The rise of recent crash claims and injury payouts have depleted ICBC's cash reserves below the province's standard prompting the province to exempt the company from the rules in order to allow reforms. Attorney General David Eby said he eased the cash reserve regulations to allow ICBC to apply to the BC utilities Commission for a rate increase it is already collecting, and possibly additional further increases later. "The rule in BC is that ICBC has to have 100 per cent match between the amount of money they have in the bank and the claims they are aware of," Eby told reporters. "ICBC doesn't have that. They have about 54 cents in the bank for every dollar of claim that they're aware of. So we had to change the rule in order to appear in front of the utilities commission to lay out the changes that we're doing with ICBC to get it back on track financially."
The province announced earlier this month that in order to cut costs, there will be a $5500 limit on payouts for pain and suffering claims which would take effect in April 2019. Eby further intends to present legislation this spring to limit minor injury payouts but will also double the maximum benefit for serious injury claims from $150,000 to $300,000. In 2013, ICBC had $1.45 in the bank for every dollar of claims but the situation has drastically collapsed due to an 80 percent increase in injury claim costs in the past seven years.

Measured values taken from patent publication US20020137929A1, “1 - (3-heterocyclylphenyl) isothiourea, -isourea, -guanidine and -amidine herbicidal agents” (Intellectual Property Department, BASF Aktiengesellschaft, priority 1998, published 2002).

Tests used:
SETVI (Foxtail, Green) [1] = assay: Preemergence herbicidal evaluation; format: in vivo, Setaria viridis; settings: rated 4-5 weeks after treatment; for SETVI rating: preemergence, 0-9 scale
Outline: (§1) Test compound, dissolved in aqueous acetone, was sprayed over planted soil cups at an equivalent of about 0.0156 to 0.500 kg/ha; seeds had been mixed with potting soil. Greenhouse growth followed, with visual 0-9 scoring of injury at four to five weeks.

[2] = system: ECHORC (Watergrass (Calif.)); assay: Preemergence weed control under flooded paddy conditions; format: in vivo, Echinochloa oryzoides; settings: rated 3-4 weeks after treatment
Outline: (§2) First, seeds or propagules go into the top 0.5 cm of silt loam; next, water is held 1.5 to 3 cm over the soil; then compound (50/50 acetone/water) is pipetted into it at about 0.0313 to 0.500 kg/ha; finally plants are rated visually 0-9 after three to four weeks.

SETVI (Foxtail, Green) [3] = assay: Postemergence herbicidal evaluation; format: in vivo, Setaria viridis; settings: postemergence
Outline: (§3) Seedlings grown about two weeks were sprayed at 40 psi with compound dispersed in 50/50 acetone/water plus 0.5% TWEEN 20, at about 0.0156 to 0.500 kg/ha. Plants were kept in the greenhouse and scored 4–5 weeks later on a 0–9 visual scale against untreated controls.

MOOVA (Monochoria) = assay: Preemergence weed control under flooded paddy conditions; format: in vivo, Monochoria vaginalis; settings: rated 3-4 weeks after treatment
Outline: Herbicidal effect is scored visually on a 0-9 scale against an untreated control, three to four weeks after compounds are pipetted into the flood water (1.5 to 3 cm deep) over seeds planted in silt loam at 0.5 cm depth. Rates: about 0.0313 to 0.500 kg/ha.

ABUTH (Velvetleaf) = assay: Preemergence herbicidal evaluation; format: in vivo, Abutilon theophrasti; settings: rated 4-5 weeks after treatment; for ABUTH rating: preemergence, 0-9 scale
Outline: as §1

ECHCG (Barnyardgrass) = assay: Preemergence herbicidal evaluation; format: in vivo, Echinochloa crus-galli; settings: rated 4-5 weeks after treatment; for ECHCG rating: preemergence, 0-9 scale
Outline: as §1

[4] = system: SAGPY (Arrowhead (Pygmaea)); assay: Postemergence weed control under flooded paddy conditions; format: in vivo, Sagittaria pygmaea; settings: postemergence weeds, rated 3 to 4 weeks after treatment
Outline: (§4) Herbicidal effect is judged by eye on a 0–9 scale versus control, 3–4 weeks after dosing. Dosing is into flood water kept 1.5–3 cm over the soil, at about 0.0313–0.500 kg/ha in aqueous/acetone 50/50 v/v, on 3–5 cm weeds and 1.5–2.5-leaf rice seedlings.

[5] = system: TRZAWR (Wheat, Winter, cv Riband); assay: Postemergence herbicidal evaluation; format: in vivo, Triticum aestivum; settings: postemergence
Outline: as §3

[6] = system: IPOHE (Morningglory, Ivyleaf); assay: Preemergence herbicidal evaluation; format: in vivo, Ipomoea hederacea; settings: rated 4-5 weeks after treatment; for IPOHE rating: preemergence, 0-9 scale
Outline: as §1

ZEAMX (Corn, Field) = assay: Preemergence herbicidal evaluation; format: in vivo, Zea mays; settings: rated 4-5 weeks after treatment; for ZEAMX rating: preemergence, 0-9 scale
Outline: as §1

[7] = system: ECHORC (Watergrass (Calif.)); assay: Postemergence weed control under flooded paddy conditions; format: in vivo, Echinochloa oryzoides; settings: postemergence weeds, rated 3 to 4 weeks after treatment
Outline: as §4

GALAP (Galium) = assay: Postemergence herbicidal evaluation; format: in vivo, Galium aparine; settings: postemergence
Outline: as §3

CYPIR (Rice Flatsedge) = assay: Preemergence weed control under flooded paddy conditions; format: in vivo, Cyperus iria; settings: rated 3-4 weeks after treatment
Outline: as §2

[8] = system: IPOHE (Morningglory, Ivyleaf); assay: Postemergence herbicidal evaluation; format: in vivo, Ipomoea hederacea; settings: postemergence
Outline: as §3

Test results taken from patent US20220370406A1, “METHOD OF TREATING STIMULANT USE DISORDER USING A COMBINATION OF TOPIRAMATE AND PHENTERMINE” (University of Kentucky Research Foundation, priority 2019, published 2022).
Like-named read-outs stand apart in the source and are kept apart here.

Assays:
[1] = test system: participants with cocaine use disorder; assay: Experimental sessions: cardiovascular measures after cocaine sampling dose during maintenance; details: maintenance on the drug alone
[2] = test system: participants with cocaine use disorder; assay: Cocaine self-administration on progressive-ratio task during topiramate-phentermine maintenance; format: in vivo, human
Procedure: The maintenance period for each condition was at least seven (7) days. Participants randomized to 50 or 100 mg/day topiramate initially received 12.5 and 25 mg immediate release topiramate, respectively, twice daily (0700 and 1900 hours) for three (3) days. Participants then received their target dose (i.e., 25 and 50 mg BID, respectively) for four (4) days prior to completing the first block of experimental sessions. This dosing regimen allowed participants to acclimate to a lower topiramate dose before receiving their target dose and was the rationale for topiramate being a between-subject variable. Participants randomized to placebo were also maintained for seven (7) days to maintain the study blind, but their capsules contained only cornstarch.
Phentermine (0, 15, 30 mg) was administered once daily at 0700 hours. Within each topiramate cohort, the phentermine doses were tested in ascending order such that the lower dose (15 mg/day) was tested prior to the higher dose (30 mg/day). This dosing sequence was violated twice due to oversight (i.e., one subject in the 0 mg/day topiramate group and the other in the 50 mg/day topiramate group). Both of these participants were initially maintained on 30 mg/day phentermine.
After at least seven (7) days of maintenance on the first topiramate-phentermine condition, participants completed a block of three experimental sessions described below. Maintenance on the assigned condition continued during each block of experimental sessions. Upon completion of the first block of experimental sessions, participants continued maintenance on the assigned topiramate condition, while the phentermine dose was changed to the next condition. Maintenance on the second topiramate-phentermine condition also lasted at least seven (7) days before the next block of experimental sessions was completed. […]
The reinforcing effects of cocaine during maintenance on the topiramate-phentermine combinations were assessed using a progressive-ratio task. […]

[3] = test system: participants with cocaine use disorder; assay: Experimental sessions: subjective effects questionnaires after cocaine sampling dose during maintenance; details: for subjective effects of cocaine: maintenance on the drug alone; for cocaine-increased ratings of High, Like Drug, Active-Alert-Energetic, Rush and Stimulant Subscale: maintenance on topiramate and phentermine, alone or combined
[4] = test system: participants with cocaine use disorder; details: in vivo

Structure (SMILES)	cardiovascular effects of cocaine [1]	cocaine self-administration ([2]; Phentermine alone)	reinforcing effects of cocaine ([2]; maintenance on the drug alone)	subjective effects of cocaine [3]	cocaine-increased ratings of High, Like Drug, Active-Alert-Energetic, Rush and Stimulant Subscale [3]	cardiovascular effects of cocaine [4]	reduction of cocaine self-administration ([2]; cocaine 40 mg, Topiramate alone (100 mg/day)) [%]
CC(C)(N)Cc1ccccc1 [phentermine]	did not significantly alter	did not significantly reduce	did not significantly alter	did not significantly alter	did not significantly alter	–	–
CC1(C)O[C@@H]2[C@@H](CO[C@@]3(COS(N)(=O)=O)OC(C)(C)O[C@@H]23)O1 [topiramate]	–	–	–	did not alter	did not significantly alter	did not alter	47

A low capital ratio increases the risk that in a catastrophic loss scenario, like a massive flood or other natural disaster, ICBC would not be able to cover its existing liabilities. Eby said the currently provincial government is not injecting any money into ICBC to help keep it afloat. He didn't rule out the possibility of a bailout in the future. "Ultimately, the government in the backstop for ICBC's losses," he said. "We are taking every single step that we can to prevent that from happening." The car insurance company is expected to continue to operate in the red for the next few years before returning to solvency. "It's obviously a very serious issue that didn't happen overnight," he said. "We are rushing to get ICBC back to solvency."